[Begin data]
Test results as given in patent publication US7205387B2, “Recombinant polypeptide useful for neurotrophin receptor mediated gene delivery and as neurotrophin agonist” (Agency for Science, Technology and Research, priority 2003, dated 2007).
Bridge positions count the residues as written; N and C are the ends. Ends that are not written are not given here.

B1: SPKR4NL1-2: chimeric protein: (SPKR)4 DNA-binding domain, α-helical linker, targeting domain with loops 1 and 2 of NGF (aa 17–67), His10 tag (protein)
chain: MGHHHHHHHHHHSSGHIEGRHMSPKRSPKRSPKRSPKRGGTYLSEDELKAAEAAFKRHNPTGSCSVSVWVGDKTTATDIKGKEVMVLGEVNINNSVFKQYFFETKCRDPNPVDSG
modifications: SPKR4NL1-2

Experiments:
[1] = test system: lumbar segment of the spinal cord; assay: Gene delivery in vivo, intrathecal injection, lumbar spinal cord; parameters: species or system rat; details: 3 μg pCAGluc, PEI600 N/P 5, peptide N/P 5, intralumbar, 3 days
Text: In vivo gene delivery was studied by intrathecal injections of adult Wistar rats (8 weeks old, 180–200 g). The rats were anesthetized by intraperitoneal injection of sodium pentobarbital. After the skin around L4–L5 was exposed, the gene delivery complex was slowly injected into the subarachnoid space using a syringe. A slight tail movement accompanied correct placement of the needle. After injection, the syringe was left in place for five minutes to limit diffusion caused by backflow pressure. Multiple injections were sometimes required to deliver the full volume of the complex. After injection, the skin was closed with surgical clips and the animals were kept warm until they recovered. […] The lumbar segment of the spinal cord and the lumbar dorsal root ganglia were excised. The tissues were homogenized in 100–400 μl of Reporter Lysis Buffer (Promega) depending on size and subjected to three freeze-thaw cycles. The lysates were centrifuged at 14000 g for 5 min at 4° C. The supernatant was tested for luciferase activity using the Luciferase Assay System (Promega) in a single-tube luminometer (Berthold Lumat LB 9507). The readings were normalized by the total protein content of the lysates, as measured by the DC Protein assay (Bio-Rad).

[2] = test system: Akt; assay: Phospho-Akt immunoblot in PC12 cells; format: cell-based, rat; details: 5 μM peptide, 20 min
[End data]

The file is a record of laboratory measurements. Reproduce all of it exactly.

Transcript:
Test results as given in patent publication US7205387B2, “Recombinant polypeptide useful for neurotrophin receptor mediated gene delivery and as neurotrophin agonist” (Agency for Science, Technology and Research, priority 2003, dated 2007).
Bridge positions count the residues as written; N and C are the ends. Ends that are not written are not given here.

B1: SPKR4NL1-2: chimeric protein: (SPKR)4 DNA-binding domain, α-helical linker, targeting domain with loops 1 and 2 of NGF (aa 17–67), His10 tag (protein)
chain: MGHHHHHHHHHHSSGHIEGRHMSPKRSPKRSPKRSPKRGGTYLSEDELKAAEAAFKRHNPTGSCSVSVWVGDKTTATDIKGKEVMVLGEVNINNSVFKQYFFETKCRDPNPVDSG
modifications: SPKR4NL1-2

Experiments:
[1] = test system: lumbar segment of the spinal cord; assay: Gene delivery in vivo, intrathecal injection, lumbar spinal cord; parameters: species or system rat; details: 3 μg pCAGluc, PEI600 N/P 5, peptide N/P 5, intralumbar, 3 days
Text: In vivo gene delivery was studied by intrathecal injections of adult Wistar rats (8 weeks old, 180–200 g). The rats were anesthetized by intraperitoneal injection of sodium pentobarbital. After the skin around L4–L5 was exposed, the gene delivery complex was slowly injected into the subarachnoid space using a syringe. A slight tail movement accompanied correct placement of the needle. After injection, the syringe was left in place for five minutes to limit diffusion caused by backflow pressure. Multiple injections were sometimes required to deliver the full volume of the complex. After injection, the skin was closed with surgical clips and the animals were kept warm until they recovered. […] The lumbar segment of the spinal cord and the lumbar dorsal root ganglia were excised. The tissues were homogenized in 100–400 μl of Reporter Lysis Buffer (Promega) depending on size and subjected to three freeze-thaw cycles. The lysates were centrifuged at 14000 g for 5 min at 4° C. The supernatant was tested for luciferase activity using the Luciferase Assay System (Promega) in a single-tube luminometer (Berthold Lumat LB 9507). The readings were normalized by the total protein content of the lysates, as measured by the DC Protein assay (Bio-Rad).

[2] = test system: Akt; assay: Phospho-Akt immunoblot in PC12 cells; format: cell-based, rat; details: 5 μM peptide, 20 min